Chevron Corp. spokesman Fred Gorell said the company was pleased Lockyer had found no evidence of wrongdoing. "We believe that other ongoing governmental investigations will come to the same conclusions," he said.

The attorney general said he plans to form a group of consumers, economists and oil industry experts to come up with a plan to lower prices.

He said he will lobby the Legislature to pass laws that would force companies to increase their inventories; facilitate imports from outside the state; enable smaller refineries to pool their resources and purchase tankers of crude oil; and free retailers from restrictions on where they can buy their products.

Lockyer also said he will "carefully scrutinize the pending mergers of Exxon-Mobil and BP-ARCO to see what we can do to restore more healthy competition."

The state must review any merger or acquisition to protect against "the erosion of competition in an already concentrated and vertically integrated gasoline market," he said.

Prices have dropped in California since Lockyer opened the investigation in April, and in some places gas costs less than $1.50 a gallon. Drivers in the San Francisco Bay area continue to pay about 22 cents a gallon more than those in the Los Angeles area -- a puzzling trend, Lockyer said, since much of the gasoline in California is distributed from area refineries.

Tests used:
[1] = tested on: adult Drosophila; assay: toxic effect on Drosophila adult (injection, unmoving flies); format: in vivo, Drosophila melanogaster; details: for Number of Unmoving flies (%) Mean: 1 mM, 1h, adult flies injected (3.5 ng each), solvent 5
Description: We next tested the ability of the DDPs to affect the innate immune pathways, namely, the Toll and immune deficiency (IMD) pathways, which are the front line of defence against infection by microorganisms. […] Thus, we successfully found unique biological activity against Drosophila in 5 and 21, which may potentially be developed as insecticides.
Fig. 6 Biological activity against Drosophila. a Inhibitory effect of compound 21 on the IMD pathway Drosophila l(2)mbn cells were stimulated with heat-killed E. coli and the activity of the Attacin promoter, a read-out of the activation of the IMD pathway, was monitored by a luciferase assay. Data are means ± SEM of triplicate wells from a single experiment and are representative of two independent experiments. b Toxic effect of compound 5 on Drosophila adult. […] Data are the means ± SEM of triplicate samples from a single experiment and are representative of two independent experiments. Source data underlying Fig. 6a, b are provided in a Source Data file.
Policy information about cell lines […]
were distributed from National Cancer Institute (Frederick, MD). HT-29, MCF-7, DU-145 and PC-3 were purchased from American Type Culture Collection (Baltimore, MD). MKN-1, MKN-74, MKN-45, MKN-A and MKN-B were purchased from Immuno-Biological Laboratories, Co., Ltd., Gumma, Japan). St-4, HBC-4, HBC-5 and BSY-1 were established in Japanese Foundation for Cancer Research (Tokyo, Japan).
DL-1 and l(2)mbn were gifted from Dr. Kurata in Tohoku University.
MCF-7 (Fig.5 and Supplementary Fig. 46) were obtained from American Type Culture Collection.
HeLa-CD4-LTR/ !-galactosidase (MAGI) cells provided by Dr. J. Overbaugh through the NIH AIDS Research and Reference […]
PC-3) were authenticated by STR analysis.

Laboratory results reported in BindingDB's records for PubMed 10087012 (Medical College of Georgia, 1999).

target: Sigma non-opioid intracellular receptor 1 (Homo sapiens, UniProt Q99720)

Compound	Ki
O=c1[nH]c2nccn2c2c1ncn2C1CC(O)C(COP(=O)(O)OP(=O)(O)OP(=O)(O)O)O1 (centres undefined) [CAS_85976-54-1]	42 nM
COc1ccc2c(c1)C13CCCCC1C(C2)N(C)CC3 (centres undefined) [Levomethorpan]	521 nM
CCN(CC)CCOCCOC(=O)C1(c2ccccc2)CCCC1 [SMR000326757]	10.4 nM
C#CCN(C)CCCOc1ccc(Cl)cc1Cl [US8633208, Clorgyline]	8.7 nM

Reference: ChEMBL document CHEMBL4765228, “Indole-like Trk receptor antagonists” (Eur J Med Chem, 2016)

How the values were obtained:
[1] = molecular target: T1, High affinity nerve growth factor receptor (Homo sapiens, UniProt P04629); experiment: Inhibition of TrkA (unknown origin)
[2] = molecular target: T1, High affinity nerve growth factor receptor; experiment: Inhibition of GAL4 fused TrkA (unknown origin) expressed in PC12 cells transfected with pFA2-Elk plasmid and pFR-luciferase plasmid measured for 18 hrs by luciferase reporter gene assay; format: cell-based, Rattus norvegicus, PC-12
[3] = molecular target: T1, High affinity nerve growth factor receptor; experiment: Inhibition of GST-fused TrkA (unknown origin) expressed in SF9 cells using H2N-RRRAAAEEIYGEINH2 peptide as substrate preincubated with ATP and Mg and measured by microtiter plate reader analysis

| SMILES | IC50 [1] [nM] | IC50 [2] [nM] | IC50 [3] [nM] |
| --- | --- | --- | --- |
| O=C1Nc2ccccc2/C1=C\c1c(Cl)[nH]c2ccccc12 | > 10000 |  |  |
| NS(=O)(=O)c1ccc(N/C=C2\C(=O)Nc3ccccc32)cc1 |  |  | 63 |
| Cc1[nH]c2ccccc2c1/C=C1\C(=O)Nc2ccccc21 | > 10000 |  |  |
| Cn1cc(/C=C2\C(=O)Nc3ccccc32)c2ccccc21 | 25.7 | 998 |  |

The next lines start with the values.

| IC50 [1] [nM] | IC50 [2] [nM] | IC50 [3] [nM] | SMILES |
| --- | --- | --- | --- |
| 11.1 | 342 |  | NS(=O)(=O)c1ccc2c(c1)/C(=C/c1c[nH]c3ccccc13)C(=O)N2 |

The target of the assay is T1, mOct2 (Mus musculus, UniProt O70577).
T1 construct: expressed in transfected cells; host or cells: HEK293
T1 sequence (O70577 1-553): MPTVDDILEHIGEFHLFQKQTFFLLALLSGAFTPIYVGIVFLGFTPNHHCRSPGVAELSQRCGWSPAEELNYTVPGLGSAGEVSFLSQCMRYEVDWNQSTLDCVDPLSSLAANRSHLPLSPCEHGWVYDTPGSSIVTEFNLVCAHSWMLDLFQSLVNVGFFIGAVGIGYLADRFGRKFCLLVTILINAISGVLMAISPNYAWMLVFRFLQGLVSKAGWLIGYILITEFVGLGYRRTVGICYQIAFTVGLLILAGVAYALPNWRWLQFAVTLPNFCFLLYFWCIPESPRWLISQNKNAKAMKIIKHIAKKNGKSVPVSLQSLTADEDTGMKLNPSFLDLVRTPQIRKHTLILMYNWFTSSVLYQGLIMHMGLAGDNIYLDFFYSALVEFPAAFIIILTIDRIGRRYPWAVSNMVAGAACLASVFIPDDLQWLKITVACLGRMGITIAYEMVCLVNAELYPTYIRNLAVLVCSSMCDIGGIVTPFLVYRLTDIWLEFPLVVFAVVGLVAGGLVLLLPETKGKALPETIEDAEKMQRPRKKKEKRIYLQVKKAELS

Lockyer said in the spring that alleged price gouging by oil companies could lead to legal actions to cut high gasoline costs in the state. He said less than half the price increases imposed on motorists in California appeared related to increases in the world price of oil or to accidents that took San Francisco Bay area refineries out of commission.

Oil companies answered the state probe with 10,000 boxes of documents.

Nationally, the average price of a gallon of gas is $1.3287, according to Friday's latest Lundberg Survey, a review of pump prices at 10,000 gas stations nationwide.

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BP, ARCO & Knowles make second attempt to raid your permanent fund.

Dear Editor:
CC: Vote NO folks, Backbone & Oil watch

When the merger talks broke down, I briefly thought it possible that Governor Knowles had actually seated himself on Alaska's side of the bargaining table.

After reviewing his proposal, it's obvious that the breakdown was a pre-planned dog and pony show orchestrated to dupe Alaskans into believing that his sellout was the product of his hard bargaining.

Another dog and pony show is coming soon. It's titled BEND OVER AND GRAB YOUR ANKLES THIS IS GOOD FOR YOU. Screen written by BP and Tony Knowles.